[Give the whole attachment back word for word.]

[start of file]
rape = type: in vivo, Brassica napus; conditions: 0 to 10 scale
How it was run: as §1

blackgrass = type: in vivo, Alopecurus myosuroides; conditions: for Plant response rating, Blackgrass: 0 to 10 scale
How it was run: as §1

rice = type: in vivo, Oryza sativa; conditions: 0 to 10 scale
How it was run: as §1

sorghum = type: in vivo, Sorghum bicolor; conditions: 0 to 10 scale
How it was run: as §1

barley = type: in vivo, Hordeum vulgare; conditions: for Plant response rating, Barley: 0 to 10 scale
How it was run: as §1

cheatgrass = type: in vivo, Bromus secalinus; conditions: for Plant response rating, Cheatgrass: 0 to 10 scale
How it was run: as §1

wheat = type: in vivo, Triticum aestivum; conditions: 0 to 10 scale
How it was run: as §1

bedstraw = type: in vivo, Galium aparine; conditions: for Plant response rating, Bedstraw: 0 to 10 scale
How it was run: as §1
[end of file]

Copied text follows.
rape = type: in vivo, Brassica napus; conditions: 0 to 10 scale
How it was run: as §1

blackgrass = type: in vivo, Alopecurus myosuroides; conditions: for Plant response rating, Blackgrass: 0 to 10 scale
How it was run: as §1

rice = type: in vivo, Oryza sativa; conditions: 0 to 10 scale
How it was run: as §1

sorghum = type: in vivo, Sorghum bicolor; conditions: 0 to 10 scale
How it was run: as §1

barley = type: in vivo, Hordeum vulgare; conditions: for Plant response rating, Barley: 0 to 10 scale
How it was run: as §1

cheatgrass = type: in vivo, Bromus secalinus; conditions: for Plant response rating, Cheatgrass: 0 to 10 scale
How it was run: as §1

wheat = type: in vivo, Triticum aestivum; conditions: 0 to 10 scale
How it was run: as §1

bedstraw = type: in vivo, Galium aparine; conditions: for Plant response rating, Bedstraw: 0 to 10 scale
How it was run: as §1